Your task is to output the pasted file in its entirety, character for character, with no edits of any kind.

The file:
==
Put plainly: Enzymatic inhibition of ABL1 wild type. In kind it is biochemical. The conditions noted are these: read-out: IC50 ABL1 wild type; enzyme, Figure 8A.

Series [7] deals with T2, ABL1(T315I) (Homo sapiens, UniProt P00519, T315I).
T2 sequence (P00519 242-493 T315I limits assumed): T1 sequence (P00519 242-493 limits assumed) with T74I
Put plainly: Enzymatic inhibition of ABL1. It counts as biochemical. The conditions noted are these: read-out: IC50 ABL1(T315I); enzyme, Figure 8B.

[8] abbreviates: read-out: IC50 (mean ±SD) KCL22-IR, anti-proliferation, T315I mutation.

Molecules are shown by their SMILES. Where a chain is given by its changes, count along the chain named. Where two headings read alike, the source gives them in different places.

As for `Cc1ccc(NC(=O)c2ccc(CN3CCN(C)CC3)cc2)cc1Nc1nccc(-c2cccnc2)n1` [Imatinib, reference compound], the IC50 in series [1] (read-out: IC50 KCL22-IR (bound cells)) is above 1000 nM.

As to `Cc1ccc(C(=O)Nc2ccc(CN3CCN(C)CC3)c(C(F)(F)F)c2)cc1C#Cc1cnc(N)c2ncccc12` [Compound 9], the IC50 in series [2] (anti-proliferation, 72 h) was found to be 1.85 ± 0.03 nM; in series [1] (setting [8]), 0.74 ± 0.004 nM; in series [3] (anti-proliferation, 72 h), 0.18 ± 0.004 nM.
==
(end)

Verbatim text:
Put plainly: Enzymatic inhibition of ABL1 wild type. In kind it is biochemical. The conditions noted are these: read-out: IC50 ABL1 wild type; enzyme, Figure 8A.

Series [7] deals with T2, ABL1(T315I) (Homo sapiens, UniProt P00519, T315I).
T2 sequence (P00519 242-493 T315I limits assumed): T1 sequence (P00519 242-493 limits assumed) with T74I
Put plainly: Enzymatic inhibition of ABL1. It counts as biochemical. The conditions noted are these: read-out: IC50 ABL1(T315I); enzyme, Figure 8B.

[8] abbreviates: read-out: IC50 (mean ±SD) KCL22-IR, anti-proliferation, T315I mutation.

Molecules are shown by their SMILES. Where a chain is given by its changes, count along the chain named. Where two headings read alike, the source gives them in different places.

As for `Cc1ccc(NC(=O)c2ccc(CN3CCN(C)CC3)cc2)cc1Nc1nccc(-c2cccnc2)n1` [Imatinib, reference compound], the IC50 in series [1] (read-out: IC50 KCL22-IR (bound cells)) is above 1000 nM.

As to `Cc1ccc(C(=O)Nc2ccc(CN3CCN(C)CC3)c(C(F)(F)F)c2)cc1C#Cc1cnc(N)c2ncccc12` [Compound 9], the IC50 in series [2] (anti-proliferation, 72 h) was found to be 1.85 ± 0.03 nM; in series [1] (setting [8]), 0.74 ± 0.004 nM; in series [3] (anti-proliferation, 72 h), 0.18 ± 0.004 nM.